Urban America has problems. And on several fronts, those problems appear to be getting worse instead of better.
Statistics that provided the backdrop for last month’s Evangelicals for Social Action (ESA)-sponsored conference, “Preaching Hope and Promoting Change: Obedience to the Gospel in an Urban Context,” seemed to bear that out. Among the figures: 35 million people live in poverty, and there is an infant mortality rate in the nation’s capital as high as that in Bangladesh.
ESA has sought to address the problem by attempting to influence public policy and encouraging biblically informed social activism on a grassroots level. ESA executive director Ron Sider asserted at last month’s Chicago gathering that the dramatically different living conditions that typify the predominantly white suburbs reflect “structural injustice.” He cited education as perhaps the fundamental element in bringing about urban reform. “For equality of economic opportunity,” he said, “everyone needs to have the same chance at education.”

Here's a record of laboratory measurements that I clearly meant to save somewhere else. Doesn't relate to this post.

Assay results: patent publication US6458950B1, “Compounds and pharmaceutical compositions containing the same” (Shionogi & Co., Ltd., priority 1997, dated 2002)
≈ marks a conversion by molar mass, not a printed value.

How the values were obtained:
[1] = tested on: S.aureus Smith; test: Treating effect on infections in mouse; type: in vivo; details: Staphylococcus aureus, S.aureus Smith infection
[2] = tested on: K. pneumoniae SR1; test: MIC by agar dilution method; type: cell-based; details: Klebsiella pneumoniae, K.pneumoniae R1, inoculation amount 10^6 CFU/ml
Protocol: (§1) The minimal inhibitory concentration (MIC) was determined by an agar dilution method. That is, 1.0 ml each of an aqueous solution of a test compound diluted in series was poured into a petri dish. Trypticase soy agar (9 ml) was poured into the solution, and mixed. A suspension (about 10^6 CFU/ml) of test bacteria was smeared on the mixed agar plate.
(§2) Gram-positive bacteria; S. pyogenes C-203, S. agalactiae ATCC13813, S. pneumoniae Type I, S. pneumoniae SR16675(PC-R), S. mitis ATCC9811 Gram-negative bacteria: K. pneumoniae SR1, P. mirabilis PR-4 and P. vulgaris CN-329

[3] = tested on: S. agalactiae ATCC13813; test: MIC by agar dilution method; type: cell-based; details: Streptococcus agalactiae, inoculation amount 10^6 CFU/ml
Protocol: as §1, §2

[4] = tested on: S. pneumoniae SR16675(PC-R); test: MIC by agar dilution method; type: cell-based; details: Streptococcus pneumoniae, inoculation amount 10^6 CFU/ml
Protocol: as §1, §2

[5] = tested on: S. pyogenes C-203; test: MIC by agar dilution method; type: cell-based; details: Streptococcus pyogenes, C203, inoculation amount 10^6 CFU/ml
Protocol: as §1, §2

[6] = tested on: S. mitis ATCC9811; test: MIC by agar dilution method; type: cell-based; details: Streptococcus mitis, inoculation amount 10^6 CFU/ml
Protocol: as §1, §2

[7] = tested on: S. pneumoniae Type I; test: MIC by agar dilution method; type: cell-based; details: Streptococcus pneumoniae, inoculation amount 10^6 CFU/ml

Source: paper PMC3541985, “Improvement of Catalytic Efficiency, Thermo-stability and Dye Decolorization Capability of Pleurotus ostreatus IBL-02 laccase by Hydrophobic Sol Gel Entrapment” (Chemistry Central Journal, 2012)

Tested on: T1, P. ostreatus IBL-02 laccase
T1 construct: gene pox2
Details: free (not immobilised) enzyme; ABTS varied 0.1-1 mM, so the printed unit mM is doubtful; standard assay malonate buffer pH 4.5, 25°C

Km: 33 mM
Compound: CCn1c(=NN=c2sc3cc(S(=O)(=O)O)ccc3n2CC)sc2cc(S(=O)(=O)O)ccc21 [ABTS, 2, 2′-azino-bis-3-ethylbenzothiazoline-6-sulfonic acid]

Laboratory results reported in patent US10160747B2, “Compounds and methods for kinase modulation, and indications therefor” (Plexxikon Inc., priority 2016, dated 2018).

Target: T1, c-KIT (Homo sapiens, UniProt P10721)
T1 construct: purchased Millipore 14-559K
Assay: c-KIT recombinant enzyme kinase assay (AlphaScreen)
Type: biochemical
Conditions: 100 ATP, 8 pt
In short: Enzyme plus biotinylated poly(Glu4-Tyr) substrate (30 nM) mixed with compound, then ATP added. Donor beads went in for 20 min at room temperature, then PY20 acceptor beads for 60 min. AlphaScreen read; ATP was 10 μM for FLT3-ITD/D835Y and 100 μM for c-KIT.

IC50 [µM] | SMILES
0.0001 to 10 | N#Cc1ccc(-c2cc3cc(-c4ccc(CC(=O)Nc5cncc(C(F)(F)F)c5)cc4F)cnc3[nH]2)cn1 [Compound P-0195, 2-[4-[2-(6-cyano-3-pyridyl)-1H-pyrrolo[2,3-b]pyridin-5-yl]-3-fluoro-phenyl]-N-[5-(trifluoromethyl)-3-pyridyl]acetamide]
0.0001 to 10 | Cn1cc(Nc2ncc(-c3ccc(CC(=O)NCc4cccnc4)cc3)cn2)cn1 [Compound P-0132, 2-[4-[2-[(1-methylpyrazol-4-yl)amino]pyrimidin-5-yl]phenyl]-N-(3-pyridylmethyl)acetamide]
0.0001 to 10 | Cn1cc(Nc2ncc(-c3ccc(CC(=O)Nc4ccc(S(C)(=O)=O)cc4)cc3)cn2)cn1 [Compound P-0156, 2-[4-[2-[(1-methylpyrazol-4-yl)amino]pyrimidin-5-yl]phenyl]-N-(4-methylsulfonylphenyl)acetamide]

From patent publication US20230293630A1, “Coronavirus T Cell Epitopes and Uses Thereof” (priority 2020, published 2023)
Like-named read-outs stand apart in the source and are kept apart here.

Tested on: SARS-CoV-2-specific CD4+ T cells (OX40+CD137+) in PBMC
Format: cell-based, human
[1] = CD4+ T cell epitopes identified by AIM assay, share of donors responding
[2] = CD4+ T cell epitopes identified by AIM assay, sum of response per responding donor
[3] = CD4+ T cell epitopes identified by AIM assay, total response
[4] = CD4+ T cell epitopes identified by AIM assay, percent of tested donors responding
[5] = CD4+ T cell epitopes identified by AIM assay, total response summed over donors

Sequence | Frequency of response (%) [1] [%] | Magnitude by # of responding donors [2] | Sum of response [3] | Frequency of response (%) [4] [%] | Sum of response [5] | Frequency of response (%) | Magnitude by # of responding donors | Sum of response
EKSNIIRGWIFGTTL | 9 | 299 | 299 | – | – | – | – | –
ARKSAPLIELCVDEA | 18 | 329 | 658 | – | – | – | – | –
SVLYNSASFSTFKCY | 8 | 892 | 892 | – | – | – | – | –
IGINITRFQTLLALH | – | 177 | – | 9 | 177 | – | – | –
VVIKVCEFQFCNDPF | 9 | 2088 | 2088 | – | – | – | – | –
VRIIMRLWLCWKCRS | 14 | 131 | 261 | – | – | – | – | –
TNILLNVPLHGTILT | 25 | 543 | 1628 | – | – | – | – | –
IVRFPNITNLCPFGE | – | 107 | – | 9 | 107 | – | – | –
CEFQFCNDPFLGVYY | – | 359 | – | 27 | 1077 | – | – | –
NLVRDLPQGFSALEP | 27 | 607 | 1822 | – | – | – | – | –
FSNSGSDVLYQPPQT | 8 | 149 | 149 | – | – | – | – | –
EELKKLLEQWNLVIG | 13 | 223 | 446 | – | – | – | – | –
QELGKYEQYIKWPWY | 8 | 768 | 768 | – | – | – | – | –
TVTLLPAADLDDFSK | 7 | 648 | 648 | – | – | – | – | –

Conference speaker Raleigh Washington, pastor of the racially integrated Rock of Our Salvation Evangelical Free Church on the west side of Chicago, observed that 78 percent of the high-school-age youth in his neighborhood drop out, and that even many of those still in school are functionally illiterate.
Gabriela Caballero of the Humboldt Community Christian School in Chicago said that teachers in urban public-school systems are overworked. She added, “Christian schools have traditionally been for those who can afford them—not the poor.” Her school has attempted to change that by accepting students who cannot pay.
Despite the Philadelphia-based ...1